5 Concluding questions. We need to know whether the child has been seen for therapy, or has been assessed elsewhere. If there has been previous treatment, the clinician needs to know as much about this as possible. Being able to access the child’s clinical file from a previous therapist would obviously be of help when considering new treatment strategies. The parents’ thoughts too as to how effective they perceived that therapy to be and the reasons why it was not continued would also need to be taken into consideration. We conclude by asking if the parents feel there is anything we have not covered that is of relevance to their child and his fluency.
Clinician and child assessment
This is where the clinician has a chance to see at first hand the issues which have come to light in the case history. The clinician uses age-appropriate play materials to engage the child’s interest. A child who is quiet or nervous may initially be left to play on his own for a while before the clinician quietly joins in. An important objective is to ascertain whether the child is aware of his stuttering. The clinician must exercise judgement as to whether to actively pursue the issue, by asking whether the child knows why he has come today. Similarly, the clinician must be sensitive and adjust any termin¬ology appropriately. Usually terms like “bumpy speech” and “getting stuck” can be used to direct the child to the fact that everyone gets stuck from time to time, and that the child is not alone in his difficulties. The clinician will also use this opportunity to note the child’s motor speech and nonspeech motor control, as well as whether phonological and language skills appear age appropriate (see section below). During this session, the clinician will get some idea not only as to the child’s fluency, but also to his general style of interaction.
It is often useful to ask the parents after the session if they felt that their child’s behaviour and level and type of stuttering were typical. For example, a child may be going through a period of good fluency, but the parent might feel that there was increased stuttering at that session. (See next chapter for more discussion of these issues.) It is important to videotape (preferably) or audiotape this session. Video recordings often reveal significant but fleeting behaviours which can be missed on audiotape and allow the child’s speech to be used as the basis for the speech sample (see below). Additionally, a videotape serves as a snapshot of the child’s speech at that time (although we need to be aware of problems with reliability). It is therefore useful to keep this in the child’s file as pre-clinic assessment data. On the basis of the clinician-child assessment, the clinician may feel that further (formal) assessments are warranted.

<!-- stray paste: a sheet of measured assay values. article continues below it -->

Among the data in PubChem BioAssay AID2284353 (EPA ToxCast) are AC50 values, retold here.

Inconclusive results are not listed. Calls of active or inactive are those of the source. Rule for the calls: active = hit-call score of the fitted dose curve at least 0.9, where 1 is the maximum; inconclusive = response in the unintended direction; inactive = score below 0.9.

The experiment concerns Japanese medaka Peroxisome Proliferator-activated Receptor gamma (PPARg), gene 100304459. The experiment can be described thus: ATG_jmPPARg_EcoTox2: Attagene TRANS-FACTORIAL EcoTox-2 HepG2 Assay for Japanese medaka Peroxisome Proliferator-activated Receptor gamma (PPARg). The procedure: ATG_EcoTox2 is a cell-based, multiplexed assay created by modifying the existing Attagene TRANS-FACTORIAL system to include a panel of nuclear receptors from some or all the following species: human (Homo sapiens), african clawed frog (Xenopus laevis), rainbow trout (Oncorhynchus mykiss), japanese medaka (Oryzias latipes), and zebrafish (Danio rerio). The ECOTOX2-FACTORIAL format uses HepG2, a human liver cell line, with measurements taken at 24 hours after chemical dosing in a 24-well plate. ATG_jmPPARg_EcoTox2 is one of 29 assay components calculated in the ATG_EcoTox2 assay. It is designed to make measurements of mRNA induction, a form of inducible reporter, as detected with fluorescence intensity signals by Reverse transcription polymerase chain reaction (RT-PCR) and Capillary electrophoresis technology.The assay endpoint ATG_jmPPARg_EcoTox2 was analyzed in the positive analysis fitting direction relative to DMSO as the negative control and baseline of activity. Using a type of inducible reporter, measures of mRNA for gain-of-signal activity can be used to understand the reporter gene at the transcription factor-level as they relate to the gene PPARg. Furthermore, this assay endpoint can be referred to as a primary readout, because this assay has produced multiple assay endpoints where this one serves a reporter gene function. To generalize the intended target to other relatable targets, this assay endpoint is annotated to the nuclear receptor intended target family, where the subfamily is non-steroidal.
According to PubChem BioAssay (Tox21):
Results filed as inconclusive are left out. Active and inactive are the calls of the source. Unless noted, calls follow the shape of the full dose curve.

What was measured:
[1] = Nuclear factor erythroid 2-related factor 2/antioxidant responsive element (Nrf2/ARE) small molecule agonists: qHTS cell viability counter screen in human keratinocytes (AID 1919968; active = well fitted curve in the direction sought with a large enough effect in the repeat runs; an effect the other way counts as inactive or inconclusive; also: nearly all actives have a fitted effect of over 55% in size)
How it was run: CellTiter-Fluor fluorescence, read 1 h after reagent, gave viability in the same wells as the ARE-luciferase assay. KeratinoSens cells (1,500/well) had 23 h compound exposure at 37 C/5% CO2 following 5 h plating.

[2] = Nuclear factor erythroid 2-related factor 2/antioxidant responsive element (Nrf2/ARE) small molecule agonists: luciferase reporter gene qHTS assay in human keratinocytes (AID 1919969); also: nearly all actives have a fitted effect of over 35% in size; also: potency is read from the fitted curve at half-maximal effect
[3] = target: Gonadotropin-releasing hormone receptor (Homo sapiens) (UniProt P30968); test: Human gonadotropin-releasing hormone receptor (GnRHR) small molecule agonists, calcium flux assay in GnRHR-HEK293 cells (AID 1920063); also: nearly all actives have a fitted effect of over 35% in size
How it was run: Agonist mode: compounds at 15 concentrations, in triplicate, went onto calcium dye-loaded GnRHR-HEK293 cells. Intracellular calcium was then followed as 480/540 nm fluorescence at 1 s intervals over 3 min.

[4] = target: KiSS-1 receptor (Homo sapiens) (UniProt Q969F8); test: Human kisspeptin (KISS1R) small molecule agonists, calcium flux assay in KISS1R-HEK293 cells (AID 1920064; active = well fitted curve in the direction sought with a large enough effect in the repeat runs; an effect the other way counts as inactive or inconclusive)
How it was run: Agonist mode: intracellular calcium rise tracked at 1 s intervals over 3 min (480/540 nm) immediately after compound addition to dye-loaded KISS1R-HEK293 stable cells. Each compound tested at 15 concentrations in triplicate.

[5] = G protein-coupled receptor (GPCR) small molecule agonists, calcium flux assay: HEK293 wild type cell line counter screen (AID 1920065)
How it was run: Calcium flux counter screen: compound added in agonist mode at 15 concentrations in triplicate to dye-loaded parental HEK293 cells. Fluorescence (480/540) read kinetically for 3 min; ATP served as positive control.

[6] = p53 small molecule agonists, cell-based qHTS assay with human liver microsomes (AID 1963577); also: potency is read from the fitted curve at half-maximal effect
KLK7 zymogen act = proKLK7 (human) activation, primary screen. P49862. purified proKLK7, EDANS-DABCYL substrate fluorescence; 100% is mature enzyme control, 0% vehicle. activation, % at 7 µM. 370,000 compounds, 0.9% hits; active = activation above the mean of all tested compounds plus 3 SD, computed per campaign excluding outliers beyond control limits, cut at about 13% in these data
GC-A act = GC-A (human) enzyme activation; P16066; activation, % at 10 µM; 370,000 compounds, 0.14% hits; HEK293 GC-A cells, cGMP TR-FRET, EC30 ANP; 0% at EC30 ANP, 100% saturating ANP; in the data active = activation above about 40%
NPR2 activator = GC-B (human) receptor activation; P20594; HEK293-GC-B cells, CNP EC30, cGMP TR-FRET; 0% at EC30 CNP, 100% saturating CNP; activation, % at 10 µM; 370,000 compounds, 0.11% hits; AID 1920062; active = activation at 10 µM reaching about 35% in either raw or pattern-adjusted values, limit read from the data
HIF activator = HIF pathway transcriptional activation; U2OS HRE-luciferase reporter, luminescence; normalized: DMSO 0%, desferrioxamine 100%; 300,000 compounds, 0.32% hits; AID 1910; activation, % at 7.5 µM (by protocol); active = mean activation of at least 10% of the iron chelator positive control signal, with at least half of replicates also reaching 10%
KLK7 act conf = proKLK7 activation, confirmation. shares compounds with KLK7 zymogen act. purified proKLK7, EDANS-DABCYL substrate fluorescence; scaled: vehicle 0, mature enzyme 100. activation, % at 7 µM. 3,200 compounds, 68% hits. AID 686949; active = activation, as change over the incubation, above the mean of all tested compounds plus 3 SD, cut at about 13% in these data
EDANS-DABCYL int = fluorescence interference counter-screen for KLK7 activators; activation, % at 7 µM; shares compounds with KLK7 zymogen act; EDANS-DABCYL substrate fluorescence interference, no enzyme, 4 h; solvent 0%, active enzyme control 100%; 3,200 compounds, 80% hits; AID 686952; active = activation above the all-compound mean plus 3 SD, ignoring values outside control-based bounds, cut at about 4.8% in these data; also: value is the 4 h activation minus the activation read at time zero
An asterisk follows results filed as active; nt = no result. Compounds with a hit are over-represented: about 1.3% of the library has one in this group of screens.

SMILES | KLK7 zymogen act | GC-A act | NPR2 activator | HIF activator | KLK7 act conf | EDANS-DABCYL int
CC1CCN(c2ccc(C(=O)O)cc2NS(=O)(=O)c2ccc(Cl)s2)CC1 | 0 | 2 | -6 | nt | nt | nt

Receptive and expressive language
Poor language skills may be associated with stuttering behaviour (Stark¬weather, 1997; Yaruss, 1999). These abilities may be tested using a number of the available standardized tests. Some commonly used examples in Britain include:
- Word Finding Vocabulary Scale (WFVS; Renfrew, 1988)
- British Picture Vocabulary Scales (BPVS; Dunn, Dunn, Whetton, & Burley, 1997)
- Derbyshire Language Scheme Rapid Screening Test (Masidlover & Knowles, 1982)
- Clinical Evaluation of Language Fundamentals (CELF; Wiig, Secord, & Semel, 2000)
- Reynell Developmental Language Scales (RDLS; Edwards, Fletcher, Garman, Hughes, & Sinka, 1997).
Some researchers and clinicians believe there is a link between disordered and delayed phonology and stuttering (Bloodstein, 1995; Louko, et al., 1990; Kolk and Postma, 1997), although the evidence at present seems equivocal (Nippold, 1990). Some clinicians automatically screen for phonological prob¬lems, but it is more common to informally assess these abilities through observation, and to save formal testing for when this raises any suspicion of phonological delay or disorder. Commonly used tests in Britain include the South Tyneside Assessment of Phonology (STAP; Armstrong & Ainley, 1989) and the more complex Phonological Assessment of Children’s Speech (PACS; Grunwell, 1985).